Ms. Hepburn not only developed the building herself — adding details like a scattering of Greek letters on the building’s base, and hiring the renowned sculptor Rene Paul Chambellan to add ornamental Art Deco-style carvings — but also ensured that upon its completion, the trustees who ran it would all be women, Ms. Scutts said. By 1928, Ms. Hepburn had turned the building over to the Panhellenic House Association. It was the only hotel in New York at the time to be owned and managed by women, according to a 1929 sorority publication.

The building was celebrated for its dramatic design and ingenious solution to a housing crisis. While the 380 rooms were decorated simply, the solarium was highlighted by Robert A. M. Stern in his book “New York 1930” for its “dark tones and sinuous patterns on the wall” and “waving fronds of metallic foliage applied around the central elevator door, tall lancet windows, and French-influenced furniture.”

But as the decades wore on, these design elements went out of fashion. A 1970 review of the Top of the Tower’s $3.25 lunch buffet by Craig Claiborne of The New York Times said, “There is nothing wrong with the tawdry interior of the Top of the Tower that an accomplished designer couldn’t improve.”

That happened in 2017, when Merchants Hospitality acquired the rooftop lounge. Soon, a female design team, Public Agenda, had been hired to update the rooftop.

Laura Mueller-Soppart, 26, and Eliza Liepina, 27, the founders of Public Agenda, met through a more modern communal housing version of the Panhellenic Tower: Airbnb. In 2015, Ms. Liepina was visiting New York and stayed in Ms. Mueller-Soppart’s apartment. The two discovered they had a lot in common, both working in real estate development — Ms. Mueller-Soppart for Two Trees and Ms. Liepina for WeWork, as its development manager in Germany. They started Public Agenda in 2016 and had recently partnered with Merchants to design a speakeasy-style bar also in Midtown, Sugar East.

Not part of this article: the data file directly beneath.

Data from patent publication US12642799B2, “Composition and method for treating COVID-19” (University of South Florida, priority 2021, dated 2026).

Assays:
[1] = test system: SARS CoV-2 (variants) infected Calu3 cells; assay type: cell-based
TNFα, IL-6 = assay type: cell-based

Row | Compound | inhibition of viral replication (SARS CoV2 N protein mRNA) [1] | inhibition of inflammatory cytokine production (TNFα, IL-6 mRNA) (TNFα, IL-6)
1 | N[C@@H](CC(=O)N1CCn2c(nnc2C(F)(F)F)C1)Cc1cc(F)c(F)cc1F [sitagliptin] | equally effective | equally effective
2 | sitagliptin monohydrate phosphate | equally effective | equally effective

Ms. Mueller-Soppart and Ms. Liepina were immediately taken with Beekman Tower. “We were inspired by the history and strong female narrative surrounding the lounge and needed to pay respect to it,” Ms. Mueller-Soppart said.

“You have a responsibility both to the history of the space and the community of the building,” Ms. Liepina said, “as well as a responsibility to create a space that actually works for the people that will use it in the future.”

Public Agenda then hired other women who they felt would respect the building’s history to customize furniture and consult on finishes and design the graphics and website. Early on, the designers came up with the idea of a cabinet of curiosities. For this, an antiques specialist was hired to source items from the first half of the 20th century. The most exciting finds were items with direct provenance to the building, like postcards with images of Beekman Tower and a matchbox from Top of the Tower, which are displayed on shelves on either side of the bar — or in the bar itself, inside its glass inset. There are also various sorority ephemera, about 100 mounted butterflies, a silver etched vanity set from 1930s New York and a Kewpie doll, which Ms. Scutts noted has ties to the woman’s suffrage movement.

But some people find themselves missing the old bar. Ann Seligman, 67, has lived in the neighborhood for 25 years. She first remembers going to the Top of the Tower around 2001, and it soon became her favorite place to bring out-of-towners. “The last time I went, there was a big comet in New York, I think that was in 2012, and I went with a friend because we thought that would be the place we could get a good view of the comet.”

After recently going to Ophelia, Ms. Seligman found herself missing the old incarnation. “The design is lovely and there’s not any particular thing I can point to, but in an overall way I feel like the previous décor was more genuinely Art Deco than this is,” she said. “I hate to say it, but I probably prefer the old.”

Luckily for Ms. Seligman and other nostalgic New Yorkers, the views remain no less dazzling.